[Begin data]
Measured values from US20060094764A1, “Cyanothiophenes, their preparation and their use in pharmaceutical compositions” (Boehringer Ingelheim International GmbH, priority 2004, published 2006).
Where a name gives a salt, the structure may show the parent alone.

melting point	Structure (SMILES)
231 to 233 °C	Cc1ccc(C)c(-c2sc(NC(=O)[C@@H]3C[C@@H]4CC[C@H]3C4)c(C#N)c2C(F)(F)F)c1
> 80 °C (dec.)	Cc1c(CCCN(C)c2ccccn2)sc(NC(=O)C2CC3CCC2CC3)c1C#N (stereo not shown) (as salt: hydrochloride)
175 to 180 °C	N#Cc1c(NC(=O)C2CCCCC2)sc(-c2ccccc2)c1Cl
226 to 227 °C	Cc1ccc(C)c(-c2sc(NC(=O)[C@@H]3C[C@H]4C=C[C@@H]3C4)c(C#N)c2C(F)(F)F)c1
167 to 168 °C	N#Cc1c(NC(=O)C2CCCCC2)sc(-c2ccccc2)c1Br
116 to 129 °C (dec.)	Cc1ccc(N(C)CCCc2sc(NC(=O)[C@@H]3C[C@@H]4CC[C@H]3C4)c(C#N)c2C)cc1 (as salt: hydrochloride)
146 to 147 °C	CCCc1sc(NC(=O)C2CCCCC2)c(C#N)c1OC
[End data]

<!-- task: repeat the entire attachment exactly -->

Measured values from US20060094764A1, “Cyanothiophenes, their preparation and their use in pharmaceutical compositions” (Boehringer Ingelheim International GmbH, priority 2004, published 2006).
Where a name gives a salt, the structure may show the parent alone.

melting point	Structure (SMILES)
231 to 233 °C	Cc1ccc(C)c(-c2sc(NC(=O)[C@@H]3C[C@@H]4CC[C@H]3C4)c(C#N)c2C(F)(F)F)c1
> 80 °C (dec.)	Cc1c(CCCN(C)c2ccccn2)sc(NC(=O)C2CC3CCC2CC3)c1C#N (stereo not shown) (as salt: hydrochloride)
175 to 180 °C	N#Cc1c(NC(=O)C2CCCCC2)sc(-c2ccccc2)c1Cl
226 to 227 °C	Cc1ccc(C)c(-c2sc(NC(=O)[C@@H]3C[C@H]4C=C[C@@H]3C4)c(C#N)c2C(F)(F)F)c1
167 to 168 °C	N#Cc1c(NC(=O)C2CCCCC2)sc(-c2ccccc2)c1Br
116 to 129 °C (dec.)	Cc1ccc(N(C)CCCc2sc(NC(=O)[C@@H]3C[C@@H]4CC[C@H]3C4)c(C#N)c2C)cc1 (as salt: hydrochloride)
146 to 147 °C	CCCc1sc(NC(=O)C2CCCCC2)c(C#N)c1OC